Solar Power on the Brink of Breakthrough

It's Time to Act!

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Feature story - October 27, 2010
A new study projects that solar investments are set to rocket, firing-up job creation, and further highlighting why South Africa needs its energy [R]evolution.

As South Africa prepares to unveil plans this week for what has been referred to as "the world's largest solar power plant", a new report by Greenpeace shows how the solar power industry is set to boom world-wide.

Renewable Energy drive in the Center of Patna, India.

This striking, four storey high, globe-shaped structure runs on renewable energy only, and was set up to drive home the message that Bihar, an energy starved state in India, could be run on renewable energy.

Research presented today in India by Greenpeace International and the European Photovoltaic Industry Association (EPIA) projects that Solar photovoltaic could account for 5% of global power demand by 2020 -- and up to 9% by 2030. It's also projected that investments in solar photovoltaic (PV) will double from €35 billion to €70 billion by 2015.

At the same time, costs for PV systems are expected to almost halve (-40%). As a result solar power systems will become competitive with current electricity costs in most industrialised countries. This so-called “grid parity” will change the PV market significantly.

Solar Power to Combat Climate Change

“Solar photovoltaic is a key technology to combat climate change and to secure access to clean electricity. Today’s figures show that the technology is on the brink of an economic breakthrough,” said Sven Teske, Senior Energy Expert at Greenpeace International. “By 2015, the market could be twice as big as today, leading to a €70 billion investment. Our goal is to make solar photovoltaic a mainstream power source through more supportive polices around the world.”

A solar World Cup

Just two days before the kick-off of the FIFA World Cup in South Africa, students of the Madiba-a-Toloane High School install 26 120W solar panels on the roof of the school hall.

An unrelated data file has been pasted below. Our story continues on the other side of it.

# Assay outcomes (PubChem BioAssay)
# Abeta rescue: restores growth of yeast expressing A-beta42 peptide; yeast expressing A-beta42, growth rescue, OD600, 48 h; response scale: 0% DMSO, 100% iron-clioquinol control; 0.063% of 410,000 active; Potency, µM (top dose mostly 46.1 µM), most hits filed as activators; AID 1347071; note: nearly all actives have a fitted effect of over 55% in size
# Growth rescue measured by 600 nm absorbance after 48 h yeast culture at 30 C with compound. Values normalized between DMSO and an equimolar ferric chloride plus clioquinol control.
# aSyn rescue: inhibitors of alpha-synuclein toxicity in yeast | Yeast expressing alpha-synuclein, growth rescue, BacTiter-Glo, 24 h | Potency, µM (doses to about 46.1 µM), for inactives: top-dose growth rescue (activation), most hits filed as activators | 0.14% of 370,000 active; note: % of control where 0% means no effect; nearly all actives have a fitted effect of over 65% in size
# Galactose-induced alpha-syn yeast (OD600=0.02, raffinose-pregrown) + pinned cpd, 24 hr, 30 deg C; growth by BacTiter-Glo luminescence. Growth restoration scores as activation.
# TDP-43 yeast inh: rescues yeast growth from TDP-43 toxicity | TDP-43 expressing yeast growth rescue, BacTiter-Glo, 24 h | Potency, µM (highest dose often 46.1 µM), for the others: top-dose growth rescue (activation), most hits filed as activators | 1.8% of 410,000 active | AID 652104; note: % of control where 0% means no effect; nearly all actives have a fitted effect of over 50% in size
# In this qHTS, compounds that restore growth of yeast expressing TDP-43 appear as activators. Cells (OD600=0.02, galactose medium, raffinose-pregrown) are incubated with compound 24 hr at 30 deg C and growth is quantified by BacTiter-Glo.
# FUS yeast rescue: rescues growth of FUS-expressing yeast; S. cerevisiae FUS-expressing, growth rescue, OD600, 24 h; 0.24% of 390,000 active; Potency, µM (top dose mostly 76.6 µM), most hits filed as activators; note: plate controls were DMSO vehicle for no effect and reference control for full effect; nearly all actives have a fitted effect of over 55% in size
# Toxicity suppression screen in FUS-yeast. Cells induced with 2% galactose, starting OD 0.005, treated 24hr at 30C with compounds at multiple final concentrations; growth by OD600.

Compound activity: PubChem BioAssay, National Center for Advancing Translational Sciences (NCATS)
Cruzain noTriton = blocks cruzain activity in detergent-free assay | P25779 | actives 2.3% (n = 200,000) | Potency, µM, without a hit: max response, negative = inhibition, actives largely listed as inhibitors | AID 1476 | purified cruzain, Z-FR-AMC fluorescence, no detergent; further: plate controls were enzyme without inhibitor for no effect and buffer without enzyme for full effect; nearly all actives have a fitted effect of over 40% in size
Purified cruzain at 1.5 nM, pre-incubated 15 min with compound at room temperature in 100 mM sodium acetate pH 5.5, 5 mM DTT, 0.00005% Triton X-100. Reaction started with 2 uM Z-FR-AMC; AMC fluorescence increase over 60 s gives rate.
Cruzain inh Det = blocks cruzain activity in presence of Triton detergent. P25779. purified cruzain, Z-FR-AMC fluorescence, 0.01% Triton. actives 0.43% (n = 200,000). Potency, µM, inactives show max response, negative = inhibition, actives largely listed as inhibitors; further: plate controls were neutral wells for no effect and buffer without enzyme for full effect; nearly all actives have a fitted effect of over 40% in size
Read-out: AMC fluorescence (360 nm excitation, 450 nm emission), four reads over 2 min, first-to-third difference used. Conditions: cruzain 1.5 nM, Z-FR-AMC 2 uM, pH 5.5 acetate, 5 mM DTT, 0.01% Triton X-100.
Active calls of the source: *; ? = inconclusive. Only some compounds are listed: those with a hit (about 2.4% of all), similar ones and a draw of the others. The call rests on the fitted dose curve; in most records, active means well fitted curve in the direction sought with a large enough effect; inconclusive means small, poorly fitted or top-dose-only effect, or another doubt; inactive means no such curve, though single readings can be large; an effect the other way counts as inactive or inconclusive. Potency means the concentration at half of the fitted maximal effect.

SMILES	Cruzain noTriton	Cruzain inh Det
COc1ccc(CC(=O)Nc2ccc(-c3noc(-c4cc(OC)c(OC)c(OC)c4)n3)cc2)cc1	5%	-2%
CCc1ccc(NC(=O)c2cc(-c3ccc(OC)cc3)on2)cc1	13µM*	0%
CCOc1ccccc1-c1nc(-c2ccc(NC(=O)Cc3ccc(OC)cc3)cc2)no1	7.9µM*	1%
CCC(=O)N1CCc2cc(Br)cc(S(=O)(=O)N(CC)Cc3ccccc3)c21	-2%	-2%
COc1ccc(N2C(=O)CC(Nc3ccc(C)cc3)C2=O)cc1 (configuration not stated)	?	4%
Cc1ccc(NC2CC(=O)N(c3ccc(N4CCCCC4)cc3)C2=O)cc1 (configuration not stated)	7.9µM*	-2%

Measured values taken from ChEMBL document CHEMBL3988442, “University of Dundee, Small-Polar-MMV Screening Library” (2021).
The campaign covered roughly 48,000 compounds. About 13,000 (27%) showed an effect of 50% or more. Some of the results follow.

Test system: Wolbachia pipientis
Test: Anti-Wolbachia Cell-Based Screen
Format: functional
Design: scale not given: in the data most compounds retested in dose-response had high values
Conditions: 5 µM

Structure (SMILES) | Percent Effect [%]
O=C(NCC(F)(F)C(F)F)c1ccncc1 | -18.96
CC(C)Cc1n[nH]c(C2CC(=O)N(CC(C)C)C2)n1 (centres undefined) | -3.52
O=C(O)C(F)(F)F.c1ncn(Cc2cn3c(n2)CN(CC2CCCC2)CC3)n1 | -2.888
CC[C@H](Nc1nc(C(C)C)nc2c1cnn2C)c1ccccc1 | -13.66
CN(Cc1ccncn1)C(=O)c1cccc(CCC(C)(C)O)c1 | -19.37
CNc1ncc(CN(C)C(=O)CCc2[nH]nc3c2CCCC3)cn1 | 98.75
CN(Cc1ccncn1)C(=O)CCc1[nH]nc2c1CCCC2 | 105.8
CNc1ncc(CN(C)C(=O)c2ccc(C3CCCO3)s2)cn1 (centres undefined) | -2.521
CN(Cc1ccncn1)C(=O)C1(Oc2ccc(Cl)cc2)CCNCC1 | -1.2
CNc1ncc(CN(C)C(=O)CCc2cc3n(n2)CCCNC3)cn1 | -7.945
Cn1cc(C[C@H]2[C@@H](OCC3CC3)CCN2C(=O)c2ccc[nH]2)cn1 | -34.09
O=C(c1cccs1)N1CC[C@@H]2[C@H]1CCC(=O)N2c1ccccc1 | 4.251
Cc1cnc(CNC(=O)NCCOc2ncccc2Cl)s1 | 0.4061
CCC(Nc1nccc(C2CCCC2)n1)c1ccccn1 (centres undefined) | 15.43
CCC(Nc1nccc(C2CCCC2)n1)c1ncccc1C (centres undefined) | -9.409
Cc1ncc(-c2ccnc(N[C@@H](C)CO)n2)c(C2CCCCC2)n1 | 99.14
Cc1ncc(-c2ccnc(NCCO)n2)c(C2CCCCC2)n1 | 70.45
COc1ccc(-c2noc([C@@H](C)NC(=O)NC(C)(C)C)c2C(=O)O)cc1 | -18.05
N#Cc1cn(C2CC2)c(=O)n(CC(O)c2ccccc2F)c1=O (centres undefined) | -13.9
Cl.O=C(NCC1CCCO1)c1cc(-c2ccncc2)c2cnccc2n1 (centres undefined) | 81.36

The challenge lies in translating the potential of solar energy into a reality. Greenpeace Africa Energy Campaigner Nkopane Maphiri says “the Upington Solar Park illustrates the fact that there remains a sizable need to develop incentives for investment in a programme to create large numbers of 'green jobs', namely, employment in industries and facilities that are designed to mitigate the effects of climate change”.

The Many Benefits of Solar

In addition to its environmental benefits, solar energy is a sustainable way to address concerns about energy security and volatile fossil fuel prices, as well as a substantial factor in economic development. The PV industry, which already employs about 230,000 people worldwide, could provide jobs to 1.3 million workers by 2015. By 2050, this figure could stand at 5 million.

Greenpeace Africa put solar to test during the Soccer World Cup earlier this year. The idea was to demonstrate the possibilities of solar by using it to create a public viewing area where World Cup games could be shown to the people of Jericho, a villiage with little access to electricity. The project was a huge success in the end, ensuring that no one from Jericho missed a minute of the action!

These feasibility of solar as part of South Africa's energy mix is echoed in a report by Greenpeace Africa earlier this year. It found that switiching from investments in fossil fuels to those in rewnewables could generate a net increase of 78,000 new jobs in South Africa by 2030. The switch could also mean a 60% reduction in carbon emissions by 2050 (compared to 2005 levels).

The Mail & Guardian reports that the Upington solar project is expected to cost in the region of R200bn. Its hoped that the project will create a "solar hub" in the provice, regenerating the local economy with fresh sustainable jobs. Plans are that the plant would be contributing to the national power grid by as early as 2012.

You can download the the report's executive summary here:
Solar Generation 2010